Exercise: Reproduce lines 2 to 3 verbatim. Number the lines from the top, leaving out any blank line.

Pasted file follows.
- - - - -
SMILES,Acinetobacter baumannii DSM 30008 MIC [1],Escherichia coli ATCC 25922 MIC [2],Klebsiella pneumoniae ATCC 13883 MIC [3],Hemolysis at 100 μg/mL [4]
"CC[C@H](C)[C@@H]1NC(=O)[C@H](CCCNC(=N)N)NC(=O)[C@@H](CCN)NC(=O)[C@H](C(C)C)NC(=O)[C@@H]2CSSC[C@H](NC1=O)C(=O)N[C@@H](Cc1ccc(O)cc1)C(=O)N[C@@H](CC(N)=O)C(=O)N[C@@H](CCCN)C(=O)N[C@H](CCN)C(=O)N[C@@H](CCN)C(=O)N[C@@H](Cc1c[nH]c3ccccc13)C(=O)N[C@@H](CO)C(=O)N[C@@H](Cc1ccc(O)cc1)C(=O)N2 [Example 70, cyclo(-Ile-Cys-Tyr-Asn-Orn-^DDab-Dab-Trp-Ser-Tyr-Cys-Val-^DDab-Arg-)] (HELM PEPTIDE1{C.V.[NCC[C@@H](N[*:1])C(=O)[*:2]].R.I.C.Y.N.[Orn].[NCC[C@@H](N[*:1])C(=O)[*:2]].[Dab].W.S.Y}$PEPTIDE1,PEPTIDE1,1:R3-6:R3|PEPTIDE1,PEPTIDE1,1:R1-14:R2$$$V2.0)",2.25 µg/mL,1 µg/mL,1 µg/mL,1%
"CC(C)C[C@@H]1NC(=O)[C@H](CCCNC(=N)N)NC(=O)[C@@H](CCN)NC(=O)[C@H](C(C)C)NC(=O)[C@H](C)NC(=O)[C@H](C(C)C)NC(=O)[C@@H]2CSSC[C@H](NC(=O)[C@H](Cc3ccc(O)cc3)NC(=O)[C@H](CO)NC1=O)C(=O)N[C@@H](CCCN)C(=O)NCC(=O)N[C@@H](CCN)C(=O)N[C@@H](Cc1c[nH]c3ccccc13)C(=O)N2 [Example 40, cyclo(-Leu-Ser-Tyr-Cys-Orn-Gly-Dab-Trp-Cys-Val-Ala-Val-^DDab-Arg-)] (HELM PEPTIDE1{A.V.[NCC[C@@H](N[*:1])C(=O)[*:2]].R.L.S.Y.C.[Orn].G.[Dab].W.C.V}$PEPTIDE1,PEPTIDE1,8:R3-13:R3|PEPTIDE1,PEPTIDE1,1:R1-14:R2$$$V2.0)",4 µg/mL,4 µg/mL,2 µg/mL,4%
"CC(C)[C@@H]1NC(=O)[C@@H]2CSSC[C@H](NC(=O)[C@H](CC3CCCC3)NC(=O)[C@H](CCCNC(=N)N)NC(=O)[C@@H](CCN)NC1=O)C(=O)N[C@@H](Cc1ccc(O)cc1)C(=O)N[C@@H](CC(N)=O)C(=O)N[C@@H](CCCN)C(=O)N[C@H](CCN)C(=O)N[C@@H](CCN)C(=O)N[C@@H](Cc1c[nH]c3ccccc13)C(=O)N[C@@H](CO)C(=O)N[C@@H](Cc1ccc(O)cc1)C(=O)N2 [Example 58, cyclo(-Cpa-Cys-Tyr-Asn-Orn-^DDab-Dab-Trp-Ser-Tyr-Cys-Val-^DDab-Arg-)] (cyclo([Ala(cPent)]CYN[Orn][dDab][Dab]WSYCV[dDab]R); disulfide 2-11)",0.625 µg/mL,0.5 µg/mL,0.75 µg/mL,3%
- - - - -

"CC[C@H](C)[C@@H]1NC(=O)[C@H](CCCNC(=N)N)NC(=O)[C@@H](CCN)NC(=O)[C@H](C(C)C)NC(=O)[C@@H]2CSSC[C@H](NC1=O)C(=O)N[C@@H](Cc1ccc(O)cc1)C(=O)N[C@@H](CC(N)=O)C(=O)N[C@@H](CCCN)C(=O)N[C@H](CCN)C(=O)N[C@@H](CCN)C(=O)N[C@@H](Cc1c[nH]c3ccccc13)C(=O)N[C@@H](CO)C(=O)N[C@@H](Cc1ccc(O)cc1)C(=O)N2 [Example 70, cyclo(-Ile-Cys-Tyr-Asn-Orn-^DDab-Dab-Trp-Ser-Tyr-Cys-Val-^DDab-Arg-)] (HELM PEPTIDE1{C.V.[NCC[C@@H](N[*:1])C(=O)[*:2]].R.I.C.Y.N.[Orn].[NCC[C@@H](N[*:1])C(=O)[*:2]].[Dab].W.S.Y}$PEPTIDE1,PEPTIDE1,1:R3-6:R3|PEPTIDE1,PEPTIDE1,1:R1-14:R2$$$V2.0)",2.25 µg/mL,1 µg/mL,1 µg/mL,1%
"CC(C)C[C@@H]1NC(=O)[C@H](CCCNC(=N)N)NC(=O)[C@@H](CCN)NC(=O)[C@H](C(C)C)NC(=O)[C@H](C)NC(=O)[C@H](C(C)C)NC(=O)[C@@H]2CSSC[C@H](NC(=O)[C@H](Cc3ccc(O)cc3)NC(=O)[C@H](CO)NC1=O)C(=O)N[C@@H](CCCN)C(=O)NCC(=O)N[C@@H](CCN)C(=O)N[C@@H](Cc1c[nH]c3ccccc13)C(=O)N2 [Example 40, cyclo(-Leu-Ser-Tyr-Cys-Orn-Gly-Dab-Trp-Cys-Val-Ala-Val-^DDab-Arg-)] (HELM PEPTIDE1{A.V.[NCC[C@@H](N[*:1])C(=O)[*:2]].R.L.S.Y.C.[Orn].G.[Dab].W.C.V}$PEPTIDE1,PEPTIDE1,8:R3-13:R3|PEPTIDE1,PEPTIDE1,1:R1-14:R2$$$V2.0)",4 µg/mL,4 µg/mL,2 µg/mL,4%